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6

I have always viewed packing of backpack in terms of: Ease of access. Distribution of weight to prevent unwanted strain. Distribution of weight is a very important aspect that you have to consider while trekking for a longer duration. Ideally, the heavier things should be closer to your body and the lighter ones away from you. The logic being, the center ...


6

For every item, I weigh up the regularity of use, vs the urgency of use. For example, my kettle and mug and lunch are always right at the top. My medkit, raincoat, light jersey, headlamp and pocket knife are in the side pockets or top pocket. Anything I will only use at camp is at the bottom (so generally, my camp clothing, sleeping stuff, toiletries, etc) ...


6

Hide your pack or move it a bit off the trail. Make sure you do not overdo it and end up not being able to find it back yourself. :-) Although you are in the wood, if you are in a popular area, it is possible that other local visit the same area. I've never heard of people bringing alarms for their bags and don't recommend it. I doubt it will be of any help ...


6

Generally the far from the civilization you go, the safer your things are. Thiefs are operating there where people live or where there are a lot of people. Distant rocks, caves etc. are not their target. I have not heard of something being stolen from someone's luggage in mountains, for example. If some point is at least a few km far from the place where ...


4

When I pack my backpack in the morning, I sort everything into two categories: Things I will (almost) certainly not need before I set up camp again (sleeping bag, tent, kitchen, most food, etc.) Things I might or certainly will need before I set up camp again. Usually, the two categories don't change. The only item that changes is the items I need for ...


4

I think you won't be able to do much with your existing rucksack, but there are many out there specifically designed to avoid the sweaty back. Deuter make a range of rucksacks with their Airstripes system: This holds the rucksack away from your back as much as possible and allows air to flow over your back to evaporate sweat. Various other manufacturers ...


3

As per The North Face Customer Service: Each strap (not bungee, sorry about that) should have a barrel on one end followed by an overhand knot holding the two ends of the strap. Simply undo the knot, depress the button on the barrel and un-thread one end of the strap. Thread through loops as desired, re-thread through barrel, tie off ends using a 2 ...


3

I'll echo the most prominent theme in the related question, which is that above all else comfort is the most important consideration in any backpack. The worst backpack is one that ends up causing you pain after a few hours when you have to put up with it for the entire week - so trying on as many as you can is important. If you're at all in doubt after a ...


2

The rucksacks that I own, have extra long straps as well. But the manufacturer has provided an elastic band of sorts on the straps to fold them and tuck them within the band (I'll try to post a pic once I get back home). Another option that I have tried is to tuck these longer straps into the side pockets (water bottle holders) and even tie up a lose knot of ...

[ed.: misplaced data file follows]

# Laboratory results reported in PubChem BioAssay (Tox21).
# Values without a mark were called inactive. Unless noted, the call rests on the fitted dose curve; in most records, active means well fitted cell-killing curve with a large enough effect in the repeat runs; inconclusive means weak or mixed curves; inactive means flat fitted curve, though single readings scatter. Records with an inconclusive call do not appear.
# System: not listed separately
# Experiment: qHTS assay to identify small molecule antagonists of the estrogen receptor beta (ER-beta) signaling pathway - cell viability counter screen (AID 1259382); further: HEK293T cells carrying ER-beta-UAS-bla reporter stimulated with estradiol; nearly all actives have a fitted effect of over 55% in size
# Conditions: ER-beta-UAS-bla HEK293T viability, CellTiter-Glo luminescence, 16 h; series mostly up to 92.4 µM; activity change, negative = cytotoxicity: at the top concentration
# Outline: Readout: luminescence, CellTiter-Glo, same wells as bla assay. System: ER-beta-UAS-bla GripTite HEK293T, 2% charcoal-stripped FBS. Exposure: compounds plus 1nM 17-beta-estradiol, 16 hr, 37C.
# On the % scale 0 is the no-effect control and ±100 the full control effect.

2

Clip together any unclipped compression straps even if you aren't tightening them, just to reduce the length that flaps around. The adjustment straps on the top and bottom of the shoulder straps should generally be kept loose so you can adjust the load throughout a hike depending on terrain. Osprey hip belt straps are often ridiculously long, however, and ...


2

From my experience, I would recommend getting a larger pack, especially if you're planning to do longer trips. Also, if you ever go on a trip in the winter, it will usually require more clothing and possibly larger sleeping bags/mats. For reference, I have a 48L pack and that is enough room (for me) for about a weekend trip. If I'm sharing gear with ...


2

This is a question whose answer depends a lot on personal style and preferences. I prefer an ultralight style of backpacking. For a week without resupply, I would use my Gossamer gear G4, which is a 66 liter pack that weighs 0.9 lb. It's basically a silnylon sack with two arm straps, plus some netting on the outside that contributes to the stated capacity of ...


2

This is what backpacks like the Osprey Atmos were designed for. They're slightly elevated/separated from the users back so that ventilation can improve. However, these sorts of backpacks (not just the Atmos) aren't designed to carry heavier loads that conform to the users back. This is because the further the pack is from your back, the more difficult it ...


1

Stuff is first put into plastic bags according to type. I use different coloured carrier bags so I can tell what is in each bag easily. There may be bags for small things within a larger bag. The pack is fully waterproof and only has an opening at the top. First goes in clothes. Underwear and socks. (For a soft landing when I drop the bag on the ground.) ...


1

I have a small summit pack that has loops on each side of the backpack, which your's seems to have as well. My pack advertised those for "securing overloads," meaning you can drape stuff that doesn't fit inside (like a rope), over the pack before you close the lid and secure it with the straps to each side of the pack. On each side of the pack I thread a ...



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